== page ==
The Roundup #25

Lots of dead animals and decapitations this time around for some reason. I leave it to you to determine what if any significance that might have…

From Archaeology.org:

Evidence of sacrifice in the area around Aarhus in Denmark is being described as “not normal” after a site where a woman was decapitated and buried in a bog with eight dogs is discovered in an area resplendent for its bog burials.

An incredibly well-preserved skeleton of a horse – complete with its hooves – has been discovered in a necropolis at Faliro, outside of Athens, Greece.

Genome sequencing of seven skeletons from a cemetery in northern England attests to the cosmopolitan nature of the Roman Empire. The Guardian has also reported on this.

It appears that, approximately 10,000 years ago, a group of people were massacred on the shores of Lake Turkana in Kenya.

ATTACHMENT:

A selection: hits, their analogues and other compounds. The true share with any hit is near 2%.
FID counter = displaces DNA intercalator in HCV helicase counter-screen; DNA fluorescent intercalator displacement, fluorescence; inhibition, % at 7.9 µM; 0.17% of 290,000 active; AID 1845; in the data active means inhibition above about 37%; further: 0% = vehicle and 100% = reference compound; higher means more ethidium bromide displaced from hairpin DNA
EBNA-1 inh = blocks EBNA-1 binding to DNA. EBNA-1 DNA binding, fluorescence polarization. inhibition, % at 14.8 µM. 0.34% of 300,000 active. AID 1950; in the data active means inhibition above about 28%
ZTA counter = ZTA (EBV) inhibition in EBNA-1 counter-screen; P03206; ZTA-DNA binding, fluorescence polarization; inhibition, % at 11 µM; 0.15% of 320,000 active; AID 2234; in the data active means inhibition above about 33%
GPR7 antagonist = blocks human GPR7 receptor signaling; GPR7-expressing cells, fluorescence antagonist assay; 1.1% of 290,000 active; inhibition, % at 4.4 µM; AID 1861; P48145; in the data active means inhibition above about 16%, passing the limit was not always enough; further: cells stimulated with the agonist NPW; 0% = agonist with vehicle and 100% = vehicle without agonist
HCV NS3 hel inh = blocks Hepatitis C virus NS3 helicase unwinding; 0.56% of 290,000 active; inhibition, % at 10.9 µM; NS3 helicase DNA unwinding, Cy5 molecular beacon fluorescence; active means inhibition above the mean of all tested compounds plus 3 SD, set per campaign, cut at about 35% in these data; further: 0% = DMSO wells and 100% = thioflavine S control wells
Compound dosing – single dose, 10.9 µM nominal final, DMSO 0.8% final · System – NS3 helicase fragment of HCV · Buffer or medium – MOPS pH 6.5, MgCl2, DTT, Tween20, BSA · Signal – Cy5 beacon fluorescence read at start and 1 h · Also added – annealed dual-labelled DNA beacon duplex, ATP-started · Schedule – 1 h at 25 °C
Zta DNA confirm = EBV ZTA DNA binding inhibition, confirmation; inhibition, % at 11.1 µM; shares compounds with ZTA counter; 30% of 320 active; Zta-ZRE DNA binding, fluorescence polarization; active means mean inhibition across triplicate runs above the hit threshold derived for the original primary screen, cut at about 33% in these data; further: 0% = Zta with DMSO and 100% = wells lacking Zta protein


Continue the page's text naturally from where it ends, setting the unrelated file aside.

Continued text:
France has returned the head of a Khmer statue to be reunited with the body at Cambodia’s National Museum after 125 years in the Guimet Museum.

From the Smithsonian:

There are always people in history who are endlessly fascinated and intricately connected to the world they lived in and the way we understand our world now. One of these, John Dee, advisor and astrologer to Queen Elizabeth I of England, is the subject of this article and of a Victorian-era painting of him by Henry Gilland Glindoni.

From the Portland Press Herald:

The place where 19 people were hanged during the Salem Witch Trials in the late 17th century have been formally identified using ground penetrating radar

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